Enzyme family–specific and activity-based screening of chemical libraries using enzyme microarrays

Abstract

The potential of protein microarrays1 in high-throughput screening (HTS) still remains largely unfulfilled, essentially because of the difficulty of extracting meaningful, quantitative data from such experiments2,3. In the particular case of enzyme microarrays3, low-molecular-weight fluorescent affinity labels4,5,6,7,8,9,10 (FALs) can function as ideally suited activity probes of the microarrayed enzymes. FALs form covalent bonds with enzymes in an activity-dependent manner and therefore can be used to characterize enzyme activity at each enzyme's address, as predetermined by the microarraying process11. Relying on this principle3, we introduce herein thematic enzyme microarrays (TEMA). In a kinetic setup we used TEMAs to determine the full set of kinetic constants and the reaction mechanism between the microarrayed enzymes (the theme of the microarray) and a family-wide FAL. Based on this kinetic understanding, in an HTS setup we established the practical and theoretical methodology for quantitative, multiplexed determination of the inhibition profile of compounds from a chemical library against each microarrayed enzyme. Finally, in a validation setup, Kiapp values and inhibitor profiles were confirmed and refined.

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Figure 1: Schematic explanation of TEMA technology.
Figure 2: Results of the kinetic setup experiments.
Figure 3: Results of the HTS setup experiment.
Figure 4: Results of the validation setup experiment for two inhibitors (CNI, reversible and E-64, irreversible).

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Acknowledgements

We thank Robert Menard for providing recombinant cathepsin B and recombinant cathepsin L. This work was supported by the National Institute of Advanced Industrial Science and Technology of Japan and by the Stifterverband für die Deutsche Wissenschaft (Projekt-Nr. 11047: ForschungsDozentur Molekulare Katalyse).

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Correspondence to Daniel P Funeriu or Jörg Eppinger.

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Competing interests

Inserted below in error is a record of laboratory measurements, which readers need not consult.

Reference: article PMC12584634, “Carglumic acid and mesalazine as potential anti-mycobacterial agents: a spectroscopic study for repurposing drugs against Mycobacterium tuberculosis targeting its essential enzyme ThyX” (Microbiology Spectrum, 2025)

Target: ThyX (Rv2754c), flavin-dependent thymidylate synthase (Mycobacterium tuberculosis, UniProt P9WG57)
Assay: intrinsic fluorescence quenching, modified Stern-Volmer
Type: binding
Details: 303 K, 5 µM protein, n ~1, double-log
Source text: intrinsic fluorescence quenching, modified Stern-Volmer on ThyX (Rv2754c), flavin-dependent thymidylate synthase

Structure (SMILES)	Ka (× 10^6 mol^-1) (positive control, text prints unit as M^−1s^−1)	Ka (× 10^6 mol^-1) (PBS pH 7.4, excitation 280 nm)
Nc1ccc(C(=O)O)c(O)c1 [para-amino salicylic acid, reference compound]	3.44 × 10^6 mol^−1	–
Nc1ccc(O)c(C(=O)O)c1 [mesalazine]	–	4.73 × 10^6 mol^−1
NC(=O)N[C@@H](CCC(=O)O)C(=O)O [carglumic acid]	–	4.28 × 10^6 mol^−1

The authors are currently involved in the founding process of the biotechnology company Alceis Sarl., which might, among others, use the technology described in the article.

Supplementary information

Supplementary Fig. 1

Full kinetic modelling for Cathepsin B bovine (PDF 59 kb)

Supplementary Fig. 2

Full kinetic modelling for Cathepsin B, human (PDF 57 kb)

Supplementary Fig. 3

Full kinetic modelling for Cathepsin B, recombinant (PDF 55 kb)

Supplementary Fig. 4

Full kinetic modelling of Cathepsin C (PDF 56 kb)

Supplementary Fig. 5

Full kinetic modelling of Cathepsin H (PDF 58 kb)

Supplementary Fig. 6

Full kinetic modelling of Cathepsin K (PDF 56 kb)

Supplementary Fig. 7

Full kinetic modelling of Cathepsin L (PDF 57 kb)

Supplementary Fig. 8

Full kinetic modelling of Cathepsin S (PDF 56 kb)

Supplementary Fig. 9

Results of the influence of surfactant (SDS) and pH on the microarrayed enzyme's activity. (PDF 495 kb)

Supplementary Table 1

On-chip kinetic constants for the reaction between cathepsins and the FAL 1. (PDF 35 kb)

Supplementary Table 2

Literature values of inhibition constants of different cathepsins for the known inhibitors screened in the HTS setup. (PDF 41 kb)

Supplementary Table 3

Kiapp/nM values for different cathepsins, determined in evaluation experiment (PDF 27 kb)

Supplementary Methods (PDF 541 kb)

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Funeriu, D., Eppinger, J., Denizot, L. et al. Enzyme family–specific and activity-based screening of chemical libraries using enzyme microarrays. Nat Biotechnol 23, 622–627 (2005). https://doi.org/10.1038/nbt1090

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